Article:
A revealing series of self portraits during the quarantine
Here we are again. These profiles were photographed and written during the spring months when we were first introduced to the virus, when the city was in full lockdown, and before our focus shifted, appropriately, to this new civil rights movement. But here we are again. We present these diaries just as when they were written: vulnerable, real time snapshots by the individuals who experienced them.
By Miosha Williams
When the quarantine first began I thought it would be temporary. I didn’t realize the effect it would have on both my specialty cake business, and more importantly, my children’s lives, the way it did.
As the days turned into weeks, it affected my children in a way that I wasn’t too fond of. It affected my son the most because he’s the oldest and attends school. He had to complete his last few months of school through a computer screen. He didn’t get the chance to enjoy spring break or enjoy a formal kindergarten graduation. He wondered when he would be able to go outside and play with his little sister and enjoy the company of his classmates again, but I couldn’t give him a definite answer because I wasn’t sure myself.
Through it all, he prevailed and earned his certificate for passing Kindergarten.
For my daughter it was different because she’s only a year old and didn’t quite understand everything going on. She would just follow her brother’s lead and play in the house with him. If she ever went to the store with me, she knew it was time to put on a mask and never take it off while in the store.
Even though she didn’t understand that it was possibly life or death for her to keep her mask on, she knew the importance of not pulling it away from her face.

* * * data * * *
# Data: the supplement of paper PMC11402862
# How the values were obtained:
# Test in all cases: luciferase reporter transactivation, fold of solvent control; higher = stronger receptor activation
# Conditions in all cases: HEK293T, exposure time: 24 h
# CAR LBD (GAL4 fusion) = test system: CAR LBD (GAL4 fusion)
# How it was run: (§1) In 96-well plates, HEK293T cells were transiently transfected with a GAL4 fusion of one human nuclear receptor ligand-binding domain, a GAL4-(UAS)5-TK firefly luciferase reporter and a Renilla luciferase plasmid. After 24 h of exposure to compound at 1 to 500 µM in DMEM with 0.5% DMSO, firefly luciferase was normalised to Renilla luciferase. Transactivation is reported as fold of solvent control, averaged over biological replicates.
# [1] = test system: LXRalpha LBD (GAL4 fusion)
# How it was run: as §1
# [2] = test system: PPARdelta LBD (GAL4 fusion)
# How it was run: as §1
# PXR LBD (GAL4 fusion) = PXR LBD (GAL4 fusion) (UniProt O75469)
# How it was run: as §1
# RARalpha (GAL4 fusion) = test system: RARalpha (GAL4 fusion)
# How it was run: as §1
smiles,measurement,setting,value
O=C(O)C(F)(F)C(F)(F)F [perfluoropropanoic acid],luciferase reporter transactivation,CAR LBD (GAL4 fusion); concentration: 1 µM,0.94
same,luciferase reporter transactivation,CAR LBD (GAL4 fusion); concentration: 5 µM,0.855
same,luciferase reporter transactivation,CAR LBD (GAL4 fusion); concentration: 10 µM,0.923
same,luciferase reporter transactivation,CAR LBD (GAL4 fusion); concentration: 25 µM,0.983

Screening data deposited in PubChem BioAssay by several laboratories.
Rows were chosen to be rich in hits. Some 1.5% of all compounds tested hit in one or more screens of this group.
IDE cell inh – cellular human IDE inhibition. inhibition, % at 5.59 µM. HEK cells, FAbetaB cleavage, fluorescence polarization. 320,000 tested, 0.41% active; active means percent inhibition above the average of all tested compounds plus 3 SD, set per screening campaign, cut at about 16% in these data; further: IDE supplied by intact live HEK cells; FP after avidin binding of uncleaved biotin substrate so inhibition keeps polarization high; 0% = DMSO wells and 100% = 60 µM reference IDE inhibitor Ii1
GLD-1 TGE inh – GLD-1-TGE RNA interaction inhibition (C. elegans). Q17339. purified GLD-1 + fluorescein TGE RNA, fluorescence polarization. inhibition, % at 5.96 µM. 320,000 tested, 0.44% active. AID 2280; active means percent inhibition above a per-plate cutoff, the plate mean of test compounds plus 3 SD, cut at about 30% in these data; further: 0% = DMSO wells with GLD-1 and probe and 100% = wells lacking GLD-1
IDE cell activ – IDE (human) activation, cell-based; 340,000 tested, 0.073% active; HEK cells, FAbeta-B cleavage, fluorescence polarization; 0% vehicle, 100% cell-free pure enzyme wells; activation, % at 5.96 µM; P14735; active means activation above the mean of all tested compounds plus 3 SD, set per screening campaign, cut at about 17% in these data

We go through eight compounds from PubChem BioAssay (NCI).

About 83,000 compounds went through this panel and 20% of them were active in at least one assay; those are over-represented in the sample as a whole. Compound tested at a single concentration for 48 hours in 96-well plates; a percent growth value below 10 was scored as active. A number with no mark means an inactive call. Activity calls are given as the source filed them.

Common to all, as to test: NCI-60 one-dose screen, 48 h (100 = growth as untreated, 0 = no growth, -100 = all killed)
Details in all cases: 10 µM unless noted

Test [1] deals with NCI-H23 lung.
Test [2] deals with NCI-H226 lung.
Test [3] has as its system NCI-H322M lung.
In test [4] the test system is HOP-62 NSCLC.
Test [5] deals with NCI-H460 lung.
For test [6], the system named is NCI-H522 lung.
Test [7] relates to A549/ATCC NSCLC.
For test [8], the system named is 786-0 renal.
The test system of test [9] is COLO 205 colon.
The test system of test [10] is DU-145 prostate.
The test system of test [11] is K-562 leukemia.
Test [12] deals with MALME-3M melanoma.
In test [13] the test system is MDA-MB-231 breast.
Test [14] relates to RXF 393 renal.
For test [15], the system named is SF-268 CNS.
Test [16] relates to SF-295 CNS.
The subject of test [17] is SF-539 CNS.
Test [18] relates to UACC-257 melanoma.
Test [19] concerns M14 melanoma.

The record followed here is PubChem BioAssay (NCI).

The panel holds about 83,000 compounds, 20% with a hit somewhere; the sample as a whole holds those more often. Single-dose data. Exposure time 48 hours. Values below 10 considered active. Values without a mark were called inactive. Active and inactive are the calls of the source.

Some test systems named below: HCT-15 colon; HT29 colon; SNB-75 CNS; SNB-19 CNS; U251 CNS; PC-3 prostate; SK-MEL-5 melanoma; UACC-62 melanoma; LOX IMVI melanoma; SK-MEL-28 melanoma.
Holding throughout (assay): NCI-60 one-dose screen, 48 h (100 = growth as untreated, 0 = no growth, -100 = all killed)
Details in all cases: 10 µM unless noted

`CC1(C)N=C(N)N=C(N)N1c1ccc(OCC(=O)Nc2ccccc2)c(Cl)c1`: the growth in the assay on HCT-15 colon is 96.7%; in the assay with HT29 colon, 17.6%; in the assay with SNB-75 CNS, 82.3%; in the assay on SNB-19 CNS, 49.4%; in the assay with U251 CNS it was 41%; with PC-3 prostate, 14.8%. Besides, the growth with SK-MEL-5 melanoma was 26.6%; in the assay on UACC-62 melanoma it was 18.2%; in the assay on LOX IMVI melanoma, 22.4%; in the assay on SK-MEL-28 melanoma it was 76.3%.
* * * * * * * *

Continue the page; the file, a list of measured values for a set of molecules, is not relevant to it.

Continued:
Store runs were challenging because I feared for their safety at all times.
If I had to take them with me, they had masks on and were told not to touch a thing. Trips were always short, and I knew exactly what I needed before I went. They couldn’t wait to get back in the car because they knew masks were off and it was time for sanitizer.
Although store runs were a challenge, nothing could prepare me for the difficulty of running a small cake business and juggling two children while in a pandemic.
While I took the necessary precautions so that my children and customers were always safe, there were times where I wanted to turn down orders because I feared my children getting the virus from a customer.
Never in a million years would I have thought that my family would be affected by a pandemic, and it definitely opened my eyes to the importance of teaching my children to always be careful and clean because not everyone is.
Going forward, I pray that everyone gets through this difficult time and that this virus doesn’t last forever.
Miosha Williams is a native of Memphis and a pastry chef. She owns a specialty cake business called Taste So Sweet. When she isn’t busy baking cakes, she enjoys spending time with her husband and children.
Photos by Vo Williams. Vo’s work can be seen on his Instagram at E.vo.lve
The Quarantine Dairies, Memphis:
On Monday, March 23, 2020, in the first of many safety precautions responding to the oncoming Coronavirus, Memphis Mayor Jim Strickland issued the “Safer at Home” shelter-at-home executive order that directed all Memphis residents to stay inside their homes unless “absolutely necessary to take care of essential needs.” All over Memphis, people from all walks and disciplines adjusted to a new way of life, almost entirely from home: teaching, working, holding online meetings, coping. With this profile series we have captured a sampling – Memphians willing to share their quarantine diaries. Compiled from submitted stories and various contributors, this series gives us snapshots of a variety of voices around the city and presents a part of the narrative that is the ever-changing landscape of 2020. StoryBoard is currently editing our compiled snapshot stories for publication – we are also collecting more stories for as long as the pandemic continues.
Edited by Kristin Jones and Mark Fleischer